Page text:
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Re: [GSoC update] Npm & guix

From: Jelle Licht
Subject: Re: [GSoC update] Npm & guix
Date: Fri, 29 Jul 2016 17:26:53 +0200

Quick reply from my phone, but thanks for the feedback.

On Jul 29, 2016 16:53, "Catonano" <address@hidden> wrote:
2016-07-25 23:26 GMT+02:00 Ludovic Courtès <address@hidden>:

Jelle Licht <address@hidden> skribis:

> On Ludo's advice, I snarfed Ricardo's recursive importer and bolted it
> on my npm importer. After leaving the importer running for a quite
> some hours (and making it more robust in the face of inconsistent npm
> information), it turns out that jQuery has a direct or indirect
> dependcy on about everything. We are talking pretty much all of the
> build systems, all of the testing frameworks and all of the test
> runners. Literally thousands of packages, and multiple (conflicting)
> versions of most.

I’m really impressed that your importer can already grovel this much!
In itself, that’s already a significant achievement, despite the
frustration of not getting “guix package -i jquery” right away.

Do you have figures on the number of vertices and edges on this graph?
Could it be that the recursive importer keeps revisiting the same nodes
over and over again?  :-)

I would suggest publishing the code somewhere so others can try to
import their favorite JS library and give feedback.

I'd like to indicate that in the Guix code base there's a function visiting the graph of the dependencies of a package with the concern of covering it all AND of not considering the same node more than one time

It's in guix/packages.scm on line 552, it's called "transitive-inputs" and takes as an arguments the inputs of a single package.

It could be used as a blueprint for such task of dependencies graphs covering.

The main observation that I can do is that both versions do check whether a package being considered is already been seen in a previous passage.

So, it doesn't seem to me that Jelle's version could revisit the same package (node) over and over

Also, the "official" version clearly distinguishes between the current depth level in the graph and the next one, using 2 different variables for containing the packages (nodes) at the current depth and those in the next level ("inputs" and "propagated") as it does a breadth first visit.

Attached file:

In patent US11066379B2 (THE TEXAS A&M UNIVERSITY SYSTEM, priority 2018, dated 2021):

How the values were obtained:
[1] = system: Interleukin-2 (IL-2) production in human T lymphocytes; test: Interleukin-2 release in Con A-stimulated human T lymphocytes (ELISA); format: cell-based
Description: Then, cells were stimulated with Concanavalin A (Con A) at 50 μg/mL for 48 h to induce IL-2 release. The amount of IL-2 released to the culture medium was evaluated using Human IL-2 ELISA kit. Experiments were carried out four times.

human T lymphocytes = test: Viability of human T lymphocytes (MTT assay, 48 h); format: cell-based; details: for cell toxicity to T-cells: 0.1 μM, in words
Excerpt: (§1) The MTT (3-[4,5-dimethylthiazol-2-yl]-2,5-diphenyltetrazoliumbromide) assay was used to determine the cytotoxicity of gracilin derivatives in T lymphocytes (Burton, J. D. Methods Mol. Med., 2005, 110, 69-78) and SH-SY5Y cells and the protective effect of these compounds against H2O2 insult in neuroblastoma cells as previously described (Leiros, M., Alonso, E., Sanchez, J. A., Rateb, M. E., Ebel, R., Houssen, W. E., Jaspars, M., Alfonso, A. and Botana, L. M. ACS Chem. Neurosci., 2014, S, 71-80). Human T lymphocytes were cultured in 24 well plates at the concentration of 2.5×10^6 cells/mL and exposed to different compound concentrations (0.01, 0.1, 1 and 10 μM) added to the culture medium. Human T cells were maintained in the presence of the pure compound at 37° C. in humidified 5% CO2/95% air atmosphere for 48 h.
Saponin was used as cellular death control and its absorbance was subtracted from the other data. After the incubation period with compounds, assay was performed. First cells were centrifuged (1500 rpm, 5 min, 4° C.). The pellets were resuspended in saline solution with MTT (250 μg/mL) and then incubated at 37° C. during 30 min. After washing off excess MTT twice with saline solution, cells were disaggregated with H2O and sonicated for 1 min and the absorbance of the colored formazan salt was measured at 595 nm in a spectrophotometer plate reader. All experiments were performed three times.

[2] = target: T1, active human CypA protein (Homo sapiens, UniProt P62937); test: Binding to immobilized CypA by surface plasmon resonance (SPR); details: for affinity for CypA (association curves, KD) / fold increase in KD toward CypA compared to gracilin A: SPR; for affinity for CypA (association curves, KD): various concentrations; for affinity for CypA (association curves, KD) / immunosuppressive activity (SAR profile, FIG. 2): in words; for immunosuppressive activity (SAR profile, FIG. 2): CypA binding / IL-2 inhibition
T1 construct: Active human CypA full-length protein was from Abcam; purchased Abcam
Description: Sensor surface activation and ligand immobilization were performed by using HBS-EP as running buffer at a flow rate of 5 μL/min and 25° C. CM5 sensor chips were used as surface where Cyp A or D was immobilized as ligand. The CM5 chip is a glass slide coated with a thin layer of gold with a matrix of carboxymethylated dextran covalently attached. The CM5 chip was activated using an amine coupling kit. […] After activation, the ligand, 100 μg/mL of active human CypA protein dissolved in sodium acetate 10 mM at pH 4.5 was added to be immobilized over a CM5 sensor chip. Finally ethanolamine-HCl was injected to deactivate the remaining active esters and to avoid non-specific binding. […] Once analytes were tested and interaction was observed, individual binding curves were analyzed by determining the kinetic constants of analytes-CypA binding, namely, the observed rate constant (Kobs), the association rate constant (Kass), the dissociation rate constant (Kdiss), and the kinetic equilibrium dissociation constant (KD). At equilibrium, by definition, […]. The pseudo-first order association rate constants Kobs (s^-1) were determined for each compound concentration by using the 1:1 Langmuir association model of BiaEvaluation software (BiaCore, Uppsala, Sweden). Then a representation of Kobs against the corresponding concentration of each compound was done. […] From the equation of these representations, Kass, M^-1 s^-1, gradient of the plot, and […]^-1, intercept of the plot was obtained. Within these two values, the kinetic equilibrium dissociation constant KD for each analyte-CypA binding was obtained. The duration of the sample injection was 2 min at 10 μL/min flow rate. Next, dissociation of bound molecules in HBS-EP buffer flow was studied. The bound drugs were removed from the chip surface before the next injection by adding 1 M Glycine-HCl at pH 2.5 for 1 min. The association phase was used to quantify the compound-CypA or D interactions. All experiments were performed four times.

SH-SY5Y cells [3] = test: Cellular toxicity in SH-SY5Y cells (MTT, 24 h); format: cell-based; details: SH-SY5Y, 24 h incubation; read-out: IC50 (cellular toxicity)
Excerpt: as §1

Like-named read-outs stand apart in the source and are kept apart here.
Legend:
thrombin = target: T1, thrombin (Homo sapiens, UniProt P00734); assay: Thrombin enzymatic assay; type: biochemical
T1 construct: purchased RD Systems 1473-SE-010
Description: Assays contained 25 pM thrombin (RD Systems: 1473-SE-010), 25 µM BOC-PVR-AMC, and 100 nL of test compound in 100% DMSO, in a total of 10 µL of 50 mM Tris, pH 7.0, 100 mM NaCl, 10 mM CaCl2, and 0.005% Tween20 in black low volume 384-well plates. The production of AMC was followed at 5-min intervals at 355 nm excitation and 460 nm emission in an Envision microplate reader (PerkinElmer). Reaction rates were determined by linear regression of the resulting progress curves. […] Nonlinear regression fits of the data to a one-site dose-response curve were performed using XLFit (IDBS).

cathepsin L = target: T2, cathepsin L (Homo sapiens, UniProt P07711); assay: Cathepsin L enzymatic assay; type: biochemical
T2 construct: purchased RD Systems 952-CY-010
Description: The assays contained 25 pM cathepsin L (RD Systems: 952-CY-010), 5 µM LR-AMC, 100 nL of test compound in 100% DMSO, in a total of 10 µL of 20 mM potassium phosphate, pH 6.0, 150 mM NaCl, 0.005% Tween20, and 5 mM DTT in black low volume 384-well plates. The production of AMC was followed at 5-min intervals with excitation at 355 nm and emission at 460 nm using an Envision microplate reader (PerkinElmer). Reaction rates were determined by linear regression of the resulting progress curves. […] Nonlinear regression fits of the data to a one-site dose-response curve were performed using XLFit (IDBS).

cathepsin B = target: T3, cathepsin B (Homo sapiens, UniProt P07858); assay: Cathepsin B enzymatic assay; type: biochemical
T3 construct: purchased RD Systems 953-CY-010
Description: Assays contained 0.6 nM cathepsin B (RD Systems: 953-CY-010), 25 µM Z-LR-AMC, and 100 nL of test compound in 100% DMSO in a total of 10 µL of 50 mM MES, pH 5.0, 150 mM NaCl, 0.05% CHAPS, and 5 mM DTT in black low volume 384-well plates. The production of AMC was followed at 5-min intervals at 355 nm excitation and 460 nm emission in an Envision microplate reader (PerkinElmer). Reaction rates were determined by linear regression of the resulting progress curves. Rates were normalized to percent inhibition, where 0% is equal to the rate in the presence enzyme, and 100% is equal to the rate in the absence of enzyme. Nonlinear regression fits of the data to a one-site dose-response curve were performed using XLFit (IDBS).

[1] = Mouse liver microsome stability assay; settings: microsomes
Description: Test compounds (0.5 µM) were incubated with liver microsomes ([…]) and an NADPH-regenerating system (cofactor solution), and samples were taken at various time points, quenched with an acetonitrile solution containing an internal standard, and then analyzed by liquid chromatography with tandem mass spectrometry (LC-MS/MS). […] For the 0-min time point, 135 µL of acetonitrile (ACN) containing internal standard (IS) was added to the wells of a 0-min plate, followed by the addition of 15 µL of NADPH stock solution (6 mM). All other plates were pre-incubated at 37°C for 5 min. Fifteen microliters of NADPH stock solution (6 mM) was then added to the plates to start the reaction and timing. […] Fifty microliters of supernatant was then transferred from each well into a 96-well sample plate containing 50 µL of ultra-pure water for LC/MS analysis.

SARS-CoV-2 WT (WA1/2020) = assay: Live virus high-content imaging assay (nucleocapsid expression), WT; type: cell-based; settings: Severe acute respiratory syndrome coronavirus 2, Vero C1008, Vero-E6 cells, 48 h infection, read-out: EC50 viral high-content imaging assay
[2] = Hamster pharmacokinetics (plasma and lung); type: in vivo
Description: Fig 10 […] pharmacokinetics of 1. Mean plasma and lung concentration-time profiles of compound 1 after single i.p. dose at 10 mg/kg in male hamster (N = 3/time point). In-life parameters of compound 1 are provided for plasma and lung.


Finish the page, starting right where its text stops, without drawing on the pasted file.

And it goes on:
Instead the Jelle's version uses the same variable for the current AND the next level and it's a list and it conses the nodes for the next level on the current list

So it seems to me that it does a depth first visit (I might be wrong, I didn't do a complete trace)

If anything, the "official" version uses a VHash to check if a package has already been "seen" while Jelle's uses a plain list (again)

So the cost of this check is constant in the official version and linear in Jelle's version.

Further, in Jelle's version, every package gets checked against the list of already imported packages (as a plain list) AND against the packages already present in the store.

Both checks at every iteration. It seems to me that there's space for improving here ;-)

In fact, in Jelle's guix/import/npm.scm, on line 462 the "and" could be switched to an "or". It would work anyway and it could save a handful of checks on a complete run of the algorithm

You are totally right here! The quick and dirty way of doing it, which I am currently doing,
is to wrap these checks in a memoized function.
I'll take some of your points into account to properly rewrite this part.

Anyway, I tried to "import" a random package and it has a ton of dependencies.

Story of my life these past few weeks :-)

It seems to me that a more systematic approach (like that of a real data scientist ;-) ) could help here

The whole graph should be imported in some database and then graph algorithms should be run on it

For example: which are the packages with less or no dependencies (and a lot of dependants) ?
Because those should be imported first, in my opinion.

Jelle came to the notion that testing frameworks are a dependencies for almost all the packages but as far as I understand that's a quite empirical knowledge.

^ This, I like. Does anyone have any suggestions on tools that could help me do this in guile?
I know of projects like [1] that already do something similar, although I do no have any experience
with constructing and querying graphs using free software.
> I am currently hovering between version 0.6 and 0.7, which can
> properly recompile itself and slightly more contemporary
> version. Getting to version 1.6 from June 2013 should be doable using
> this exact same approach.  This will allow us to package a 2014
> version of the Mocha testing framework.


Indeed. Impressive.

Ok, so these are the first impressions that I came up with. I'd like my observations on the algorithms to be vetted by more experienced people.

Just to help me verify if I can actually understand someone's else scheme code


I think you definitely got the gist of it.

- Jelle


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